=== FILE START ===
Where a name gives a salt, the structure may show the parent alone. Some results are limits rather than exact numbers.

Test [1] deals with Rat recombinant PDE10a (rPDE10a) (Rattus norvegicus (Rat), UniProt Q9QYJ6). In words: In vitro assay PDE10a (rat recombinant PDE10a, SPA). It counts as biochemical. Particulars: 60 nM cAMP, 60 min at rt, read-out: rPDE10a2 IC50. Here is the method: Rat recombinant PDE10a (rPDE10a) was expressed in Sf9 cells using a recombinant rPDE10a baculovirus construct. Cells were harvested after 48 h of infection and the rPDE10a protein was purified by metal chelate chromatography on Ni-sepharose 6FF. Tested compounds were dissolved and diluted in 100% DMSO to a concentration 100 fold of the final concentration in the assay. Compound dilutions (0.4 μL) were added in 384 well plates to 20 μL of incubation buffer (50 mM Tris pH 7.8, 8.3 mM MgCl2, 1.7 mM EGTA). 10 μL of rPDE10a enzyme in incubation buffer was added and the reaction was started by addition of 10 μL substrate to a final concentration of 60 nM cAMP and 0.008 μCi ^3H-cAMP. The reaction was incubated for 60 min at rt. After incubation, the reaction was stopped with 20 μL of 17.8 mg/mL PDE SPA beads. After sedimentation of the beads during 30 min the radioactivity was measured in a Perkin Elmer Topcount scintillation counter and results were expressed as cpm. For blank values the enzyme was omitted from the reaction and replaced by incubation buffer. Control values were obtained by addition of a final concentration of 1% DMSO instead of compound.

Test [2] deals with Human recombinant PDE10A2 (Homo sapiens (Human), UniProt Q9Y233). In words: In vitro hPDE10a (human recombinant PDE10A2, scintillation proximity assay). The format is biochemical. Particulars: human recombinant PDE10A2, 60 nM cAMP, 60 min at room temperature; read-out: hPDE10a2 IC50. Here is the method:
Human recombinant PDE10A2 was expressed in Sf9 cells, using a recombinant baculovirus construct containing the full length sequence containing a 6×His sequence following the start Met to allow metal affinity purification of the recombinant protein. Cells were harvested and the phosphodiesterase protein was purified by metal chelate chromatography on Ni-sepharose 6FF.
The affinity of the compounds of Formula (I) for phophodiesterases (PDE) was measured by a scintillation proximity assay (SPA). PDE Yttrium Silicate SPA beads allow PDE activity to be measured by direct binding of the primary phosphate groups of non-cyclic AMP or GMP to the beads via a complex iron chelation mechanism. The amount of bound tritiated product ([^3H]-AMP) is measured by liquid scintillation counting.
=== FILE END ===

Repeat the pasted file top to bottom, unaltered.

Where a name gives a salt, the structure may show the parent alone. Some results are limits rather than exact numbers.

Test [1] deals with Rat recombinant PDE10a (rPDE10a) (Rattus norvegicus (Rat), UniProt Q9QYJ6). In words: In vitro assay PDE10a (rat recombinant PDE10a, SPA). It counts as biochemical. Particulars: 60 nM cAMP, 60 min at rt, read-out: rPDE10a2 IC50. Here is the method: Rat recombinant PDE10a (rPDE10a) was expressed in Sf9 cells using a recombinant rPDE10a baculovirus construct. Cells were harvested after 48 h of infection and the rPDE10a protein was purified by metal chelate chromatography on Ni-sepharose 6FF. Tested compounds were dissolved and diluted in 100% DMSO to a concentration 100 fold of the final concentration in the assay. Compound dilutions (0.4 μL) were added in 384 well plates to 20 μL of incubation buffer (50 mM Tris pH 7.8, 8.3 mM MgCl2, 1.7 mM EGTA). 10 μL of rPDE10a enzyme in incubation buffer was added and the reaction was started by addition of 10 μL substrate to a final concentration of 60 nM cAMP and 0.008 μCi ^3H-cAMP. The reaction was incubated for 60 min at rt. After incubation, the reaction was stopped with 20 μL of 17.8 mg/mL PDE SPA beads. After sedimentation of the beads during 30 min the radioactivity was measured in a Perkin Elmer Topcount scintillation counter and results were expressed as cpm. For blank values the enzyme was omitted from the reaction and replaced by incubation buffer. Control values were obtained by addition of a final concentration of 1% DMSO instead of compound.

Test [2] deals with Human recombinant PDE10A2 (Homo sapiens (Human), UniProt Q9Y233). In words: In vitro hPDE10a (human recombinant PDE10A2, scintillation proximity assay). The format is biochemical. Particulars: human recombinant PDE10A2, 60 nM cAMP, 60 min at room temperature; read-out: hPDE10a2 IC50. Here is the method:
Human recombinant PDE10A2 was expressed in Sf9 cells, using a recombinant baculovirus construct containing the full length sequence containing a 6×His sequence following the start Met to allow metal affinity purification of the recombinant protein. Cells were harvested and the phosphodiesterase protein was purified by metal chelate chromatography on Ni-sepharose 6FF.
The affinity of the compounds of Formula (I) for phophodiesterases (PDE) was measured by a scintillation proximity assay (SPA). PDE Yttrium Silicate SPA beads allow PDE activity to be measured by direct binding of the primary phosphate groups of non-cyclic AMP or GMP to the beads via a complex iron chelation mechanism. The amount of bound tritiated product ([^3H]-AMP) is measured by liquid scintillation counting.